As an individual working in the profession, perhaps you have been looking for a change, or have a desire to take on a different set of professional responsibilities. If the time is right, you might find this opportunity for change and advancement right within your current institution, as an internal candidate for an open position within your department.
This article will have three focus areas to consider if you decide to take the step and become an internal candidate within your department:
• What to expect as an internal candidate
• Attitudes and responsibilities of an internal candidate
• How to make the most out of your experience in the search process
What To Expect As An Internal Candidate
First, find out if your department or institution supports your internal candidacy as part of an ongoing commitment to encourage career development at all staffing levels. The term “internal applicant” refers to anyone currently employed by an institution who has made themselves known as someone interested in a vacant staff position and has submitted their credentials to the hiring supervisor.
Hiring supervisors understand that there are many advantages to hiring and promoting from within the department. (1) You are a candidate that has demonstrated a commitment to the institution. Your internal application shows that you want to further that commitment. (2) You have an extensive familiarity with campus resources and policies and specifically with residence life facilities, procedures, and staff. This would ease the transition between outgoing and incoming staff members and thereby retaining your relevant experience and saving time in training (3) Greater employee retention: if you have the opportunity for career growth and development within your department, you are more likely to want to stay at the institution, providing more continuity.
You can get a better understanding of your institution’s philosophy related to internal candidacy by exploring policies within the Human Resources Department.
Attitudes and Responsibilities of an Internal Candidate
The person coordinating the search process will be aware of your intent and candidacy; however, you will need to think if you want to communicate your intent to your colleagues in the department. Be sure to discuss your decision with the search supervisor. Some internal candidates may decide not to share this information with their peers – until an interview has been scheduled to solidify their experience and validate that they are moving forward in the process. Other candidates may share their intent with peers in seeking out support and professional assistance throughout the process.
While interviewing, it is your responsibility to answer questions as clearly and in detail as is possible, even though you may be tempted to assume that your interviewer knows about your job performance and skills. It is wise to go into each interview with the attitude that you are meeting staff for the first time. While you do work for the staff conducting the interview, you need to express and articulate what you have gained in the experience. You should provide examples that speak to your understanding of your current position. Your interviewers will also want to see that you have considered all aspects of the position you are applying for and how these potential changes affect you, your colleagues, the department, and your career. As with any interview, anticipate questions on your weaknesses. Remember that as an internal candidate your supervisors and co-workers have a good understanding of your weaknesses. Articulating how the position you are seeking will strengthen these areas is vital.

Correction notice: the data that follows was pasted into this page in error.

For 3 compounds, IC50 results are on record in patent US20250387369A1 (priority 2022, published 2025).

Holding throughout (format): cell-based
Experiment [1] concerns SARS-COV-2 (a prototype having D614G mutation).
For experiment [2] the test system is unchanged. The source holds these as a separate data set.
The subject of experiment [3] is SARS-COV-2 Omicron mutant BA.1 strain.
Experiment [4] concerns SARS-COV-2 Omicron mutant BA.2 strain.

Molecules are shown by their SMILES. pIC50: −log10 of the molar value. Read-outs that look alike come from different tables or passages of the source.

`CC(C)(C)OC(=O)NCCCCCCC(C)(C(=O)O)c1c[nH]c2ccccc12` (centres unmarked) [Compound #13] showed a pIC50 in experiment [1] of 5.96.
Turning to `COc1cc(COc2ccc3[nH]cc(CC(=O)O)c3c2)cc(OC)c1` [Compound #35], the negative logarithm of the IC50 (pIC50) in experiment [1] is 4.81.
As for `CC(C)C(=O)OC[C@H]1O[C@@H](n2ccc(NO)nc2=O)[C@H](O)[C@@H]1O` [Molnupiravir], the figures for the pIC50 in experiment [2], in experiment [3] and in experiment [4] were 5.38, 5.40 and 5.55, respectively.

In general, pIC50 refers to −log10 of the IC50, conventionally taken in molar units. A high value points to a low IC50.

Ask questions. Should you want to know more about the search process or if your resume has advanced in the process – be sure to ask the coordinator of the search. Remember that you may not be successful in obtaining the position, and you have a career search to move forward with. While you are waiting for consideration, be sure to look into other positions that interest you – you will get a good sense of what other institutions are looking for in qualified candidates and may become serious in your pursuit of a position at another school, as well.
How to Make the Most of Your Experiences in the Search Process
By throwing your hat into the ring, you will gain experiences in resume/cover letter writing, professional communication etiquette, interviewing, and ultimately transitioning and managing the change process into a new role. As an internal candidate, be sure to learn from others and be open to feedback, for there is a sense of humility in the process. In general, if you do not get the job, you should ask the search director for advice and specific recommendations as to why you were not a viable candidate. This will help guide your own job selections and career choices in the future. For example, the supervisor could provide you with feedback as to how you could improve your candidacy for similar job openings in the future (i.e. by obtaining certain skills or experience), and/or the supervisor could give you career advice from their knowledge of the field and the steps needed to achieve certain professional goals.
Remember, whether you are offered the position or not – you can gain knowledge and skill while learning about yourself along the way.
Submitted by Melissa Ingwersen, Director of Judicial Affairs, Ramapo College of New Jersey